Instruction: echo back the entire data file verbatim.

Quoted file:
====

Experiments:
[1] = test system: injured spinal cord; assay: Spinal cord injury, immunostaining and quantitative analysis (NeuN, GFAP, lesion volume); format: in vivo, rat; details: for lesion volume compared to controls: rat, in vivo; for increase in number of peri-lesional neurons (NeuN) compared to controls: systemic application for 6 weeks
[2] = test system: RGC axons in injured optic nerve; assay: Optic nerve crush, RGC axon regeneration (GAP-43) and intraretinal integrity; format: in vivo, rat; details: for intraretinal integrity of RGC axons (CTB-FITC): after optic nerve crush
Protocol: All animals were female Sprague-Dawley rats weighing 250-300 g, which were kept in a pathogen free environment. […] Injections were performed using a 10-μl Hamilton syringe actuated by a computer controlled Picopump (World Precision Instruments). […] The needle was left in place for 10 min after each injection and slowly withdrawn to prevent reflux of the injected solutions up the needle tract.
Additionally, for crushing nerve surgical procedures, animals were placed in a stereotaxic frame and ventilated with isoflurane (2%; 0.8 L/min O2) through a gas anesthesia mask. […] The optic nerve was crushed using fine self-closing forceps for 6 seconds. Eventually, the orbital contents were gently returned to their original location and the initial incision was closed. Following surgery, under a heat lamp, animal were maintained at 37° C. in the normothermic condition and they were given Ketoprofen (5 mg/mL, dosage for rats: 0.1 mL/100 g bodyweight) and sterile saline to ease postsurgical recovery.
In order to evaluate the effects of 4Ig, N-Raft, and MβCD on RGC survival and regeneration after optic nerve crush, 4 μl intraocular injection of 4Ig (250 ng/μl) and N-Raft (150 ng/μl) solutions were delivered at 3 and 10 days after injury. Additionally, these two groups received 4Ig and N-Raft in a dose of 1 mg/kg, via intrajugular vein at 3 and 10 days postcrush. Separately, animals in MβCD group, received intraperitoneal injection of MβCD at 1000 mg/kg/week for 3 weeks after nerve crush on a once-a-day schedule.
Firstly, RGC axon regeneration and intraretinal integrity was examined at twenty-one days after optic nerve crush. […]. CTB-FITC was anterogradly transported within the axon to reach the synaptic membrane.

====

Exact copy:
Experiments:
[1] = test system: injured spinal cord; assay: Spinal cord injury, immunostaining and quantitative analysis (NeuN, GFAP, lesion volume); format: in vivo, rat; details: for lesion volume compared to controls: rat, in vivo; for increase in number of peri-lesional neurons (NeuN) compared to controls: systemic application for 6 weeks
[2] = test system: RGC axons in injured optic nerve; assay: Optic nerve crush, RGC axon regeneration (GAP-43) and intraretinal integrity; format: in vivo, rat; details: for intraretinal integrity of RGC axons (CTB-FITC): after optic nerve crush
Protocol: All animals were female Sprague-Dawley rats weighing 250-300 g, which were kept in a pathogen free environment. […] Injections were performed using a 10-μl Hamilton syringe actuated by a computer controlled Picopump (World Precision Instruments). […] The needle was left in place for 10 min after each injection and slowly withdrawn to prevent reflux of the injected solutions up the needle tract.
Additionally, for crushing nerve surgical procedures, animals were placed in a stereotaxic frame and ventilated with isoflurane (2%; 0.8 L/min O2) through a gas anesthesia mask. […] The optic nerve was crushed using fine self-closing forceps for 6 seconds. Eventually, the orbital contents were gently returned to their original location and the initial incision was closed. Following surgery, under a heat lamp, animal were maintained at 37° C. in the normothermic condition and they were given Ketoprofen (5 mg/mL, dosage for rats: 0.1 mL/100 g bodyweight) and sterile saline to ease postsurgical recovery.
In order to evaluate the effects of 4Ig, N-Raft, and MβCD on RGC survival and regeneration after optic nerve crush, 4 μl intraocular injection of 4Ig (250 ng/μl) and N-Raft (150 ng/μl) solutions were delivered at 3 and 10 days after injury. Additionally, these two groups received 4Ig and N-Raft in a dose of 1 mg/kg, via intrajugular vein at 3 and 10 days postcrush. Separately, animals in MβCD group, received intraperitoneal injection of MβCD at 1000 mg/kg/week for 3 weeks after nerve crush on a once-a-day schedule.
Firstly, RGC axon regeneration and intraretinal integrity was examined at twenty-one days after optic nerve crush. […]. CTB-FITC was anterogradly transported within the axon to reach the synaptic membrane.